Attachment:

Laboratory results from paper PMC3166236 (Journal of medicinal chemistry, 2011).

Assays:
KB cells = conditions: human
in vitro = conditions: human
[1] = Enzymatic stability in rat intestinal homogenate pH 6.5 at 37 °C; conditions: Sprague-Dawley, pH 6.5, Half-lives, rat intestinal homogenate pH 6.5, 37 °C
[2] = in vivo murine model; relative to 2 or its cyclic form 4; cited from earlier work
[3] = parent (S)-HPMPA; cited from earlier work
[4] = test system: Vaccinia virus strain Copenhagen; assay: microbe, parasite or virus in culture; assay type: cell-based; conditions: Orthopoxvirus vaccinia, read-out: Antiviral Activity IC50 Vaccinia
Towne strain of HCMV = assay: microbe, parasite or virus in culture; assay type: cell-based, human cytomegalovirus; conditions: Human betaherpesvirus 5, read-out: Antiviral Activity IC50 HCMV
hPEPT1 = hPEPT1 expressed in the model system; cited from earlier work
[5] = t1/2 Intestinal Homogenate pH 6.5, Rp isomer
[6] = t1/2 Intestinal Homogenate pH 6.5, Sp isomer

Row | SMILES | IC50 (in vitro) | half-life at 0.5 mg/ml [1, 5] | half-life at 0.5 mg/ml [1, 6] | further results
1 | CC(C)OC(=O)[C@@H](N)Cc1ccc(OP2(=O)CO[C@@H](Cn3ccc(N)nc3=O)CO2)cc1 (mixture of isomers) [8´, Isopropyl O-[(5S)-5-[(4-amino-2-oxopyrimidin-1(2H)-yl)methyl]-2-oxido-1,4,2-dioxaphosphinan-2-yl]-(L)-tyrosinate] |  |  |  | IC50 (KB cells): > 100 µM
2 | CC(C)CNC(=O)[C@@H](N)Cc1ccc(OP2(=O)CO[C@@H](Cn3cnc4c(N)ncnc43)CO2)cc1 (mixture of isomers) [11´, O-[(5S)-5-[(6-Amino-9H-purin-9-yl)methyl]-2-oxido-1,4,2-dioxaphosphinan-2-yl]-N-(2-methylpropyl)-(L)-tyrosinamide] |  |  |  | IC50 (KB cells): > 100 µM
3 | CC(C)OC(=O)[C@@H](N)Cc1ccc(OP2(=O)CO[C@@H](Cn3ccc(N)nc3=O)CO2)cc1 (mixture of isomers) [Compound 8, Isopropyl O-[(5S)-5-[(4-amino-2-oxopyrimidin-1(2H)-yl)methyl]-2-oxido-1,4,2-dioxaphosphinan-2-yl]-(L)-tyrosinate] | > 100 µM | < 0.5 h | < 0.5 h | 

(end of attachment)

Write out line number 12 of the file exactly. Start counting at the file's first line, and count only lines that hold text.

[6] = t1/2 Intestinal Homogenate pH 6.5, Sp isomer